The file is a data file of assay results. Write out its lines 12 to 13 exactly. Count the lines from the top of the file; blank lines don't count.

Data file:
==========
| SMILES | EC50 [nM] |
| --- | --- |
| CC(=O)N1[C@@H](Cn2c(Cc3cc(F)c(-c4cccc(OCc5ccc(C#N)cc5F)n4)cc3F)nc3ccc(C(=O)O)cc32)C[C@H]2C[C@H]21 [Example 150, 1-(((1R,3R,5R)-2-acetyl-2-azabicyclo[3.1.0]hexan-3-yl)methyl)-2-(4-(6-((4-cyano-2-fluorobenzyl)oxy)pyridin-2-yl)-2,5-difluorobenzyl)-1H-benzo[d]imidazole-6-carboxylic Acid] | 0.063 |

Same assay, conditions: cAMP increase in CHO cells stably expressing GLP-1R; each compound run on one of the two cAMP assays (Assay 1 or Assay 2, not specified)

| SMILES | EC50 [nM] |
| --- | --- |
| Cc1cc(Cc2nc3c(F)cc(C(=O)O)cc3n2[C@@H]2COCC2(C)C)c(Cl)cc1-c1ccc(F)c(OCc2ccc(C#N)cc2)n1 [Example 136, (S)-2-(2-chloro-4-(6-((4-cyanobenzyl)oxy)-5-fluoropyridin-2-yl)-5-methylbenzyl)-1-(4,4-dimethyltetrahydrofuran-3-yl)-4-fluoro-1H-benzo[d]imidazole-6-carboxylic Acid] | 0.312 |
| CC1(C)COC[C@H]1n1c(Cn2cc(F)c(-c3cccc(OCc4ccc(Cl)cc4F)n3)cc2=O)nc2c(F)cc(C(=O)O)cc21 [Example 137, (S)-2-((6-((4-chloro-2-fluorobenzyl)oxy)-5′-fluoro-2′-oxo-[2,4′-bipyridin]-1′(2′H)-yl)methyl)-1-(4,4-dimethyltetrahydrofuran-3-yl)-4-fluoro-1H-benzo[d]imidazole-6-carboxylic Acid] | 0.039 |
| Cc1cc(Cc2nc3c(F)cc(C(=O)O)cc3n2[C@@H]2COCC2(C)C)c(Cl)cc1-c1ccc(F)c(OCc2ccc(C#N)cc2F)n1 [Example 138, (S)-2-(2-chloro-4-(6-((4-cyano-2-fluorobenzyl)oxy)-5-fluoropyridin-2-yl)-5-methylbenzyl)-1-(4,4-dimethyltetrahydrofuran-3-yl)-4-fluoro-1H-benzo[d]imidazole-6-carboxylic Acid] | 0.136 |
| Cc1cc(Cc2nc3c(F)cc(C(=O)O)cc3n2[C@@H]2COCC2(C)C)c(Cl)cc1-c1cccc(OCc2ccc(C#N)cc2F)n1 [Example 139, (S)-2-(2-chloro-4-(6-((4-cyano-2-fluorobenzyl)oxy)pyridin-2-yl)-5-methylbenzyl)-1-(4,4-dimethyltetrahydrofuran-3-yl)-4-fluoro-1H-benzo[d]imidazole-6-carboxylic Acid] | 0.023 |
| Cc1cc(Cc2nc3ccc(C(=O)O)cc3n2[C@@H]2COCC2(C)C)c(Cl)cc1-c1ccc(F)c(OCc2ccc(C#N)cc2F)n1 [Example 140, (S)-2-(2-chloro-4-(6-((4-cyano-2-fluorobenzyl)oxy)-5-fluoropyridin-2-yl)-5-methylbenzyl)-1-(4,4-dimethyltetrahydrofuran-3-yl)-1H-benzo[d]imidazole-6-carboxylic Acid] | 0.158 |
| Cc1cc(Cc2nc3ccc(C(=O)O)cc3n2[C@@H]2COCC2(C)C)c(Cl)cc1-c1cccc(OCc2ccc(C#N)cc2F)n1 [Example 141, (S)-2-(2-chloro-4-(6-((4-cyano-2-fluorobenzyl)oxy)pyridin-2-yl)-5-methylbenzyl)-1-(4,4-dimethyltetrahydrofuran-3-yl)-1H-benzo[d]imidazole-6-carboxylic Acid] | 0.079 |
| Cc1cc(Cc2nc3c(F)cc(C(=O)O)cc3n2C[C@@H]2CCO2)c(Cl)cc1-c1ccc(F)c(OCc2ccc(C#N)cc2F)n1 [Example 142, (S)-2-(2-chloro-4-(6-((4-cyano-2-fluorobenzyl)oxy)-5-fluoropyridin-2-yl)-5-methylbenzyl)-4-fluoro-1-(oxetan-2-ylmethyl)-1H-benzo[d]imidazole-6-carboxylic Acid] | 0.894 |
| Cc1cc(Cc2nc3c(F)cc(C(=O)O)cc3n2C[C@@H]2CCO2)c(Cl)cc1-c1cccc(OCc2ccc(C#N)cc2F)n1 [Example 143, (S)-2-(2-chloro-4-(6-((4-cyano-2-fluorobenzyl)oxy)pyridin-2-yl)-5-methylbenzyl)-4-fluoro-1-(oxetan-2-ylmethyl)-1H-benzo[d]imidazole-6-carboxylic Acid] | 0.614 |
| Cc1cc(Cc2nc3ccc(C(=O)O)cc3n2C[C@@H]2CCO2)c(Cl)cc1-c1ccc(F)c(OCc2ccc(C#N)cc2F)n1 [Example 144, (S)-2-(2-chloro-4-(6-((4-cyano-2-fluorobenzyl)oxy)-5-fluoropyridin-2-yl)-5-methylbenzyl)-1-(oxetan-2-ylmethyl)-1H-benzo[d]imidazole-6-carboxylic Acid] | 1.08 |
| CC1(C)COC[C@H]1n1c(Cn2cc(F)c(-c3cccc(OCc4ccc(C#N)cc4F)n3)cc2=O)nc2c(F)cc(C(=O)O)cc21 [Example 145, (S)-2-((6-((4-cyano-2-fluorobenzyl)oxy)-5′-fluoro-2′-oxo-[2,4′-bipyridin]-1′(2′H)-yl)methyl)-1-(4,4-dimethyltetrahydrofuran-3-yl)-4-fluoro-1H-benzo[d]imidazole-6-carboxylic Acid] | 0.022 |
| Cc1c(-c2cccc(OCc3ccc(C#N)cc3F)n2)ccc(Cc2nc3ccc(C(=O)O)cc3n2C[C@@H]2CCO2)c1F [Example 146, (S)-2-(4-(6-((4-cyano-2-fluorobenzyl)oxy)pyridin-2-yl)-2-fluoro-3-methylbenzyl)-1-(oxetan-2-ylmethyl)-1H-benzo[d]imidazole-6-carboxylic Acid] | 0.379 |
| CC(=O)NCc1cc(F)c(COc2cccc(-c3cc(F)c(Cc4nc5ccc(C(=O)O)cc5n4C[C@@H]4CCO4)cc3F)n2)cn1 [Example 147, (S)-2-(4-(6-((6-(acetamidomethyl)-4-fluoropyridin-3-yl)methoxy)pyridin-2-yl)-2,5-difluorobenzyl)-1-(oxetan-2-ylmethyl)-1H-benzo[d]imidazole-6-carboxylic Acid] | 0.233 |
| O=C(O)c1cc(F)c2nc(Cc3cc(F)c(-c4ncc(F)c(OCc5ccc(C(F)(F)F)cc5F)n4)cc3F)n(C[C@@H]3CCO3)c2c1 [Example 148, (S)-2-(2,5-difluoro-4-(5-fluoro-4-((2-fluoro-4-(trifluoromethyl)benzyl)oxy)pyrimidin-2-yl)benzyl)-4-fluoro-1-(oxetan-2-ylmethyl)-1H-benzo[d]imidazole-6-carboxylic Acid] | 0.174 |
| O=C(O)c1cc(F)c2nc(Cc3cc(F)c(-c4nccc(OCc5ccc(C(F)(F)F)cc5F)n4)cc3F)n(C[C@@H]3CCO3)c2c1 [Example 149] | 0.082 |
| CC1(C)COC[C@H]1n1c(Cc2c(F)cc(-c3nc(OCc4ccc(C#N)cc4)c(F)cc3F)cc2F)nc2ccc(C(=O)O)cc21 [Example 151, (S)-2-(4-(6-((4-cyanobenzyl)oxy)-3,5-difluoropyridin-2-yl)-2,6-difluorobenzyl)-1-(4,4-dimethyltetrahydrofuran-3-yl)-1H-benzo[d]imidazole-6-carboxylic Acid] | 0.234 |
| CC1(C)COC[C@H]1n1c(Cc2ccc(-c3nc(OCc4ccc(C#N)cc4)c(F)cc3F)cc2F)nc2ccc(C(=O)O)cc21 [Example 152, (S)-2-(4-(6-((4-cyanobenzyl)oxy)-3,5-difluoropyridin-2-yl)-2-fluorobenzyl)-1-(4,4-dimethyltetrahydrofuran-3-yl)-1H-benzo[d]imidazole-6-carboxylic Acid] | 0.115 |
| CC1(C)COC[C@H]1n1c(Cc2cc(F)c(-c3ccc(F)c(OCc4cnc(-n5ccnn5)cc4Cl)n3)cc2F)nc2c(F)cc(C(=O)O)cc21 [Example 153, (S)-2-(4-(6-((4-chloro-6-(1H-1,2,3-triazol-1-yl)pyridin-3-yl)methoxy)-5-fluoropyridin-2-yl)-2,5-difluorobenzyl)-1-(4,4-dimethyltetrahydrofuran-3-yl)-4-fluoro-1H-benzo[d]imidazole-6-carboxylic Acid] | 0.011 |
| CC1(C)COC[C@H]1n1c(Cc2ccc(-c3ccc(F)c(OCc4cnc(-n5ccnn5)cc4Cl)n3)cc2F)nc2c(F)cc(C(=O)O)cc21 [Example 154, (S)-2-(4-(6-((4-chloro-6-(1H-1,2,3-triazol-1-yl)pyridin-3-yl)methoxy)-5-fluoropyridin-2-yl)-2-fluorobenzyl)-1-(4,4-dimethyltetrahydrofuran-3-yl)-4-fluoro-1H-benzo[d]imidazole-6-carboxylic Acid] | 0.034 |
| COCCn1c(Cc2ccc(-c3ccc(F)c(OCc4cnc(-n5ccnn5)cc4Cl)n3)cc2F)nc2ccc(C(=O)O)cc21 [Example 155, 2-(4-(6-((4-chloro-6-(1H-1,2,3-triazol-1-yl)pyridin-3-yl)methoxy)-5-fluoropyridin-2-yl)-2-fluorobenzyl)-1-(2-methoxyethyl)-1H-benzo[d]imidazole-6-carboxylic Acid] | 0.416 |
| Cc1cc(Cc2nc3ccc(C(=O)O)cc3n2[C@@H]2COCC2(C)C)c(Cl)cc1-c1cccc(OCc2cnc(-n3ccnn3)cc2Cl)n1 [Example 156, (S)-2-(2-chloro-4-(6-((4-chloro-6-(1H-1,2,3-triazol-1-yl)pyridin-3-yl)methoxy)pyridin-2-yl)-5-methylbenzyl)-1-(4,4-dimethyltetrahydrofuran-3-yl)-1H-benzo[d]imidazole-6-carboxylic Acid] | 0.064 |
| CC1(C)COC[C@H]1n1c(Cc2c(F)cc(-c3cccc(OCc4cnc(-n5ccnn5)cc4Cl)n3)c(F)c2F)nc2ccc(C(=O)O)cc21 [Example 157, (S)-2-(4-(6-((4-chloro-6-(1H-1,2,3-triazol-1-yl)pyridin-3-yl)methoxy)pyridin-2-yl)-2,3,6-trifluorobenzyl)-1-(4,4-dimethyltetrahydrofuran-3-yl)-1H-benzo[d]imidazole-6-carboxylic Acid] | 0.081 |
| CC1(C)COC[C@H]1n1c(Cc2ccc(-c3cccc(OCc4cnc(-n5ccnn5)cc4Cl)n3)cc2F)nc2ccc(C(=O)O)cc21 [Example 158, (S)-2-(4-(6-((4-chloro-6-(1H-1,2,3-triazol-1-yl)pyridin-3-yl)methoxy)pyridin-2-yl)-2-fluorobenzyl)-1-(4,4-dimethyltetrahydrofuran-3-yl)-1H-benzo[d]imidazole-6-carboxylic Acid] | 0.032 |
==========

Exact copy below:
| Cc1cc(Cc2nc3ccc(C(=O)O)cc3n2[C@@H]2COCC2(C)C)c(Cl)cc1-c1cccc(OCc2ccc(C#N)cc2F)n1 [Example 141, (S)-2-(2-chloro-4-(6-((4-cyano-2-fluorobenzyl)oxy)pyridin-2-yl)-5-methylbenzyl)-1-(4,4-dimethyltetrahydrofuran-3-yl)-1H-benzo[d]imidazole-6-carboxylic Acid] | 0.079 |
| Cc1cc(Cc2nc3c(F)cc(C(=O)O)cc3n2C[C@@H]2CCO2)c(Cl)cc1-c1ccc(F)c(OCc2ccc(C#N)cc2F)n1 [Example 142, (S)-2-(2-chloro-4-(6-((4-cyano-2-fluorobenzyl)oxy)-5-fluoropyridin-2-yl)-5-methylbenzyl)-4-fluoro-1-(oxetan-2-ylmethyl)-1H-benzo[d]imidazole-6-carboxylic Acid] | 0.894 |